With my vacation nearly at an end, and a new year upon us, I wanted to quickly finish out this two-part Slate article. I don't honestly have the best news, but I at least wanted to provide everyone with an update of what I've had a chance to work on.
To Serve Her Wintry Hunger
My top priority project this week, with Ten Candles still at the printers (I am angrily staring at my mailbox until a proof appears), has been To Serve Her Wintry Hunger. The timeline for this game has escalated unexpectedly, as the anthology Seasonally Affected has very suddenly had the dust blown off of it and is moving very, very, quickly.
I received a lot of great feedback at METATOPIA regarding this game, and I have revisited it with a comb and a red pen in earnest. The newest version is shaping up much more solidly than the original, and I think that that's something games need. Rulebooks are a foundation, and if they aren't solid then players and GMs won't feel as comfortable standing on them and building stories.
To Serve is a weird little project, because the game itself has a voice, and that voice sets the mood of the entire game - which is to say - the game can be kind of a jerk. An interesting lesson from my playthroughs at METATOPIA were that despite a content warning that this game could get a little mean, players weren't expecting it from the game itself.
Another piece of design I've struggled with is creating a game that is also in many ways a poem. One of my favorite parts of To Serve is that it's a beautiful game to read through cover to cover. Even if you aren't playing it, you will experience it in a wholly new and beautiful way just reading it's prose start to finish. However, that can make clarity incredibly tricky.
Finally, I've been hacking away at some of the more confusing questions. Which makes me sad, of course, but also makes a lot of sense. For example, one question prompt was:
Speak of the snow and how it shifts, and gusts, and blinds. Describe every snowflake.
The prompt is inherently meant to be impossible and poetic. You're not supposed to literally describe every snowflake. You're just supposed to talk about the snow. But, practically every playtest would have players confused after this question. So, this one (and others like it) are getting an overhaul for clarity's sake. Things will wind up a little less poetic and a little more playable, but that's not a bad thing and I'm pretty okay with it.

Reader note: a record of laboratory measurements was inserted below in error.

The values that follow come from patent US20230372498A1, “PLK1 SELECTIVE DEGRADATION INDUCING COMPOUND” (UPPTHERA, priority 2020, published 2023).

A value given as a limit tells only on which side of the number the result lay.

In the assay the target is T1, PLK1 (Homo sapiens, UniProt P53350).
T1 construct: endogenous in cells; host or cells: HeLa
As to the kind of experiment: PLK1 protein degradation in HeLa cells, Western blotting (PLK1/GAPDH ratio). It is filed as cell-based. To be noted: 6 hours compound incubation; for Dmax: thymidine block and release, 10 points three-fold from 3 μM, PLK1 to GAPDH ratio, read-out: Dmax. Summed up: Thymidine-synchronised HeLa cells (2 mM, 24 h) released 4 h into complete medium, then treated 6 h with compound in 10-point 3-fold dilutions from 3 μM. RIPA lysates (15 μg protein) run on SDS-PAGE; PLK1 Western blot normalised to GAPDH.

Speak of Gathers
Speak of Gathers did not see as much work as I was hoping. The original card file doc I used for METATOPIA vanished in the great computer migration, and while I have the hard copies from the convention, it's been a bit tricky to get everything set back up.
Most of my time spent with this game has been spent pouring over the notes provided from my playtests. I want the game to exist as a rulebook with a deck of cards, but it is more and more looking like the entire game could be contained in the deck. I'm not sure how I feel about that.
Moving forward with SoG, the biggest changes to be made happen in the first ten minutes of gameplay. I don't want too much world building to be done pre-game because I adore the effectiveness the question and answer process has in worldbuilding. I want to incorporate a clear order-of-play, lay out the laws of the game, and figure out how much I want to delve into a Legacy aspect of the game. I also still have a bit of thinking to do on body language. I enjoy body language being a component of the game, but I don't want it to be a game about body language. Body language grows organically from the game already and I feel that all I may need to do in regards to it is simply mention something about it up front to draw people's attention to it and see what happens.
So, SoG is not as together as I wanted, but it's coming along nicely.
All in all, the staycation was worthwhile. I wound up being somewhat forced to do real life, with a bit of unexpected but much-needed self-care on the side. In the end, one thing is certain. There are some great games inbound this year!